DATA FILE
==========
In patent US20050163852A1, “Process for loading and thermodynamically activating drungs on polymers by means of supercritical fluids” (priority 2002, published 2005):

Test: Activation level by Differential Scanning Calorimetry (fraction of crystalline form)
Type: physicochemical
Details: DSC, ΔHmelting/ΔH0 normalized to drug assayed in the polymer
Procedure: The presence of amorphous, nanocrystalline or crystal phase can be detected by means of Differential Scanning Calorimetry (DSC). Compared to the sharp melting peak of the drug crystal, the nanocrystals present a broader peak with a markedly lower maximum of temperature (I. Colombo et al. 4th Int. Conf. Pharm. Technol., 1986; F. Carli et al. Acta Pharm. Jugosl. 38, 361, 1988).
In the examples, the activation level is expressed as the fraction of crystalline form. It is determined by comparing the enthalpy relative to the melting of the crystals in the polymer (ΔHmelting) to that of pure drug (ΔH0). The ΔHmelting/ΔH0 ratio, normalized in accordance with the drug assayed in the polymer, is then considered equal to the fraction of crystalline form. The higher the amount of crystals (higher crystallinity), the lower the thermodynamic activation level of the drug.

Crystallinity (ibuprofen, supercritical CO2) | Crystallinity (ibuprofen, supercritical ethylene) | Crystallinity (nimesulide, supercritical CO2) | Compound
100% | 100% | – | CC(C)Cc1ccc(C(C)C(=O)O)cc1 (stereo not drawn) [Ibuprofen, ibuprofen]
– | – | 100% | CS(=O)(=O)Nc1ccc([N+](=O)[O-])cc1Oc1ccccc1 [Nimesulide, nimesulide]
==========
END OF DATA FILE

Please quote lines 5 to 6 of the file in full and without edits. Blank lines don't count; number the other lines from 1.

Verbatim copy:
Procedure: The presence of amorphous, nanocrystalline or crystal phase can be detected by means of Differential Scanning Calorimetry (DSC). Compared to the sharp melting peak of the drug crystal, the nanocrystals present a broader peak with a markedly lower maximum of temperature (I. Colombo et al. 4th Int. Conf. Pharm. Technol., 1986; F. Carli et al. Acta Pharm. Jugosl. 38, 361, 1988).
In the examples, the activation level is expressed as the fraction of crystalline form. It is determined by comparing the enthalpy relative to the melting of the crystals in the polymer (ΔHmelting) to that of pure drug (ΔH0). The ΔHmelting/ΔH0 ratio, normalized in accordance with the drug assayed in the polymer, is then considered equal to the fraction of crystalline form. The higher the amount of crystals (higher crystallinity), the lower the thermodynamic activation level of the drug.